1. Reunion Blues
2. At Long Last Love
3. I Remember Clifford
4. Bags' Groove
5. Maidens Of Cadiz
7. Like Someone In Love
8. Satin Doll
10. It Ain't Necessarily So
11. I Loves You Porgy
2. Fly Me To The Moon
4. Yours Is My Heart Alone
5. Hymn To Freedom
6. Younger Than Spring Time
9. The Smudge
10. Autumn Leaves
12. Lovers' Promenade
13. Children's Tune
Oscar Peterson Ė Piano
Ray Brown Ė Bass
Ed Thigpen Ė Drums
Of all the groups led by Oscar Peterson, I think the best was his trio with Ray Brown and Ed Thigpen. Petersonís trios with such guitarists as Barney
Kessell and Herb Ellis were excellent in their way, but the replacement of a guitarist with a drummer gave the trio much more punch and vigour. Ed Thigpen
could provide accents which drove the music forward and added to the groupís enviable swing.
After this appearance in June 1964, Ed Thigpen would only be with the trio for another year: his last concert with them was in Copenhagen in May 1965. The
whole of that concert is added to the second of these CDs as tracks 6 to 13, although I doubt if this is that complete concert, as the tracks only amount
to less than 42 minutes, which is rather measly for a whole eveningís entertainment.
Thigpen had been with the trio since 1959, and Ray Brown first played with Oscar Peterson in 1949, so they knew one another well and played with a seamless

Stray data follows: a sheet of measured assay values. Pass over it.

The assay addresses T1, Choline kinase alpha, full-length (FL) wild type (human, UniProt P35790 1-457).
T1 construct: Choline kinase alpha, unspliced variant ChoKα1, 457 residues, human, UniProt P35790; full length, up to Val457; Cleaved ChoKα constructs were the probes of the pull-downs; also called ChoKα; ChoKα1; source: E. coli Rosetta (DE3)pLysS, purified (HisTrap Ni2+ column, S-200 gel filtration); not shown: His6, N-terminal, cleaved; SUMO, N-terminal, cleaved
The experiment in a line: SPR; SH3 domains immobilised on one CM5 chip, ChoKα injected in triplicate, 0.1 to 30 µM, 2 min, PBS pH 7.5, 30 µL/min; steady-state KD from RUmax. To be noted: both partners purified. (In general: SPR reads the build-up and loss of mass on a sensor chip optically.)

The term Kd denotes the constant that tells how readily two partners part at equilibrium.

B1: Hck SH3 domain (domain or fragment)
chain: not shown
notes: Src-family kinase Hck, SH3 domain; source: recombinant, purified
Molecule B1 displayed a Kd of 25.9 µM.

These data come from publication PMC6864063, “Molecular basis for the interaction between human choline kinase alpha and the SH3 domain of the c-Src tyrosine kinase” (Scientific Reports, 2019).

togetherness. This is illustrated by a track like Yours Is My Heart Alone (better known as You Are My Heartís Delight), where the trio
stays together despite the frantic tempo. Each member of the group had a technique which could cope with such extreme tempos. In addition, Peterson liked
to break up tunes into unexpected segments and he could excite an audience with his melodramatic endings. Ray Brown meanwhile was generally regarded as the
finest bassist ever, with a deep tone and impeccable technique which added to swing and propulsion. Ed Thigpen also had a wonderful technique. He knew how
to use it tastefully and without going to excess.
The opening Reunion Blues (a Milt Jackson composition which was one of Oscarís favourites) begins with an almost free-improv drum sequence by
Thigpen, with Ray Brown coming in to set the beat. One very impressive thing in this track is Oscarís delicate touch, which can be gentle as well as
forceful. Both this and At Long Last Love have an easy swinging tempo which was one of Oscarís finest achievements. The latter track displays
another Peterson characteristic: his delight at quoting other songs in the midst of his solos, which here include Jerome Kernís Bill.
Other highlights of the Tokyo concert comprise a tender reading of I Remember Clifford; an intriguing stop/start interpretation of Tangerine; and a dignified version of Oscarís own Hymn To Freedom.
The audience is rather too eager to applaud at very opportunity but this is a classic Peterson Trio recording supplying both softness and swing. The
Amsterdam concert has a rather more enclosed acoustic but this brings the group closer to the listener. There is a hustling Younger Than Springtime, an imposing Django, and an understated Loversí Promenade Ė an original by Peterson.